Speech, so a wise old Frenchman said to me once, is an invention of man's to prevent him from thinking.
He was very much a man of moods, possibly owing to what is styled the artistic temperment. I have never seen, myself, why the possession of artistic ability should be supposed to excuse a man from a decent exercise of self-control.
And has it ever occurred to you, Miss Griffith, that you would probably not be able to take a good express train to London if little Georgie Stephenson had been out with his youth movement instead of lolling about, bored, in his mother's kitchen until the curious behaviour of the kettle lid attracted the attention of his idle mind?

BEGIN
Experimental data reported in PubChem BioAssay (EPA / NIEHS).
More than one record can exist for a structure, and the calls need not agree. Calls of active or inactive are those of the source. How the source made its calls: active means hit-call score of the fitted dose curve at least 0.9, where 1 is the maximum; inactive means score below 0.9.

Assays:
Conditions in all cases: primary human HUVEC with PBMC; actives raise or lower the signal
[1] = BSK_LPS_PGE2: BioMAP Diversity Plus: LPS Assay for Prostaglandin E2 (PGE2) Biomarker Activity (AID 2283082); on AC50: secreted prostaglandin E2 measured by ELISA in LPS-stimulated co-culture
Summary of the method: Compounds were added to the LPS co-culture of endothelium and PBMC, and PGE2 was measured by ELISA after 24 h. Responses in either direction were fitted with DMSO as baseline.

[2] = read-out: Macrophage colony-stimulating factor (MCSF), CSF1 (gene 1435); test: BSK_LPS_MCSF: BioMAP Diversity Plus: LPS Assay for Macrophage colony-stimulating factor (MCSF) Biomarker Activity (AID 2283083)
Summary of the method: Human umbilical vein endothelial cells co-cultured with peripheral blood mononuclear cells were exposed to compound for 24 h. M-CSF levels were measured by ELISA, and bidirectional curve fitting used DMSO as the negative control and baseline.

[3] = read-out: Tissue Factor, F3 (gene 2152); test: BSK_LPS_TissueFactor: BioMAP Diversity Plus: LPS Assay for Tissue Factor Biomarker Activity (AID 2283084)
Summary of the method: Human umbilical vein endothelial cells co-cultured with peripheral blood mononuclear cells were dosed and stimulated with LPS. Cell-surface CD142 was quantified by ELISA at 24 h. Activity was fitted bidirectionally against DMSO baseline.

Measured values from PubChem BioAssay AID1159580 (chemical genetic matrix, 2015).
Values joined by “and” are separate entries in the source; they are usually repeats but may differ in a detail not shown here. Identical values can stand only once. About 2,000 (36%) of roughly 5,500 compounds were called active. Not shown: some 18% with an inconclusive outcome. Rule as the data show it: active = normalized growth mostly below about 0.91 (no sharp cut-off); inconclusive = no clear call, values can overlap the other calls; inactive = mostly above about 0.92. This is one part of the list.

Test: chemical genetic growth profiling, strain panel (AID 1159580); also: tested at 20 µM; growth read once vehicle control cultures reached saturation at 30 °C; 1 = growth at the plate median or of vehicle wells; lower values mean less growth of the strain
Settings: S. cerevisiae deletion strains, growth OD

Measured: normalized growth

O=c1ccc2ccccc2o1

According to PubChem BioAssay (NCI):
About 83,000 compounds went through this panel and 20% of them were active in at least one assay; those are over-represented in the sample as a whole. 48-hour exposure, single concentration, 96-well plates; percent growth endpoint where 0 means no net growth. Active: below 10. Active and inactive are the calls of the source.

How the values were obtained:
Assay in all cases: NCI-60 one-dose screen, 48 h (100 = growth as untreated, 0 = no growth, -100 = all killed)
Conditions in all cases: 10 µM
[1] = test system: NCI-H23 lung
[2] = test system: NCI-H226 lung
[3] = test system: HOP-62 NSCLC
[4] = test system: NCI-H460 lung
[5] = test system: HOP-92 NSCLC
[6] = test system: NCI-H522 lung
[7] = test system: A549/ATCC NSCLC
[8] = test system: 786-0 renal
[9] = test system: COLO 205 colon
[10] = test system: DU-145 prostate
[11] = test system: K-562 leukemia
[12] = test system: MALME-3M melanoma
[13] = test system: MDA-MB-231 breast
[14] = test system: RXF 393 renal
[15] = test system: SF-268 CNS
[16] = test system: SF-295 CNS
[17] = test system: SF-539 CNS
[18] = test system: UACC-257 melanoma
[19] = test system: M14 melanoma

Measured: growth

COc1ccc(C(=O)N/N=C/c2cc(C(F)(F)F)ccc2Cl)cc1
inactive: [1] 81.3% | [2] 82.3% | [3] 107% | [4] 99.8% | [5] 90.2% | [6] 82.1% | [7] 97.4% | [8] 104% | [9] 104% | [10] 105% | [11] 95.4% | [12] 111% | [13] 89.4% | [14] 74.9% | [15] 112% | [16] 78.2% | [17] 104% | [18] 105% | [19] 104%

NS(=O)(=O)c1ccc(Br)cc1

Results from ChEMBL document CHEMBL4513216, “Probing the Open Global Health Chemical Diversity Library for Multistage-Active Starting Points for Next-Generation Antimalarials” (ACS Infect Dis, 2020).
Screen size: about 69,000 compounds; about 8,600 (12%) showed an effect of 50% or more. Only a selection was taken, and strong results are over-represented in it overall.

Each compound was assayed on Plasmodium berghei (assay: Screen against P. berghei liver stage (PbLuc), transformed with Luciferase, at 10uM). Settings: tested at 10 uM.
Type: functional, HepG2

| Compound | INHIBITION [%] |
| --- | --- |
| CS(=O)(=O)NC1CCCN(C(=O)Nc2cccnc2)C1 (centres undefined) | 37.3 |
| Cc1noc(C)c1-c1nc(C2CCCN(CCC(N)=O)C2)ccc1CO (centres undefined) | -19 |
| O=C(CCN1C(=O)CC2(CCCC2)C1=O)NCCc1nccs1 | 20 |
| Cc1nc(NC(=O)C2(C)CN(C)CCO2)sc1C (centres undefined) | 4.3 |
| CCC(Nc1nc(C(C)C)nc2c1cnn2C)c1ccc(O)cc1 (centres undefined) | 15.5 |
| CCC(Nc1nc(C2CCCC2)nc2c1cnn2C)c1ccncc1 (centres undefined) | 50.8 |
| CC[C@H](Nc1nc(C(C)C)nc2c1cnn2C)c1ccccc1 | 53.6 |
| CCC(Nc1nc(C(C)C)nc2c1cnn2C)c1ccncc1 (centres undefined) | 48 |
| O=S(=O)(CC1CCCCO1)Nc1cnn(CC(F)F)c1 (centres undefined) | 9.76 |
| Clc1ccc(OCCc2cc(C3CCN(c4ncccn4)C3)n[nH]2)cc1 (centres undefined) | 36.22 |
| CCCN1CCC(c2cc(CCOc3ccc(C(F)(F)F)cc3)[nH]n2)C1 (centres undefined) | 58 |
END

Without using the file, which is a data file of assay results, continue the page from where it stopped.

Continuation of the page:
Nobody ever explains. Yes, Secretaries I have had. No. 1, a murderer fleeing from justice. No. 2, a secret drinker who carries on disreputable intrigues in Italy. No. 3, a beautiful girl who possesses the useful faculty of being in two places at once. No. 4, Miss Pettigrew, who, I have no doubt, is really a particularly dangerous crook in disguise!
As one journeys through life," said Poirot, "one finds more and more that people are often interested in things that are none of their own business. Even more so than they are in things that could be considered as their own business.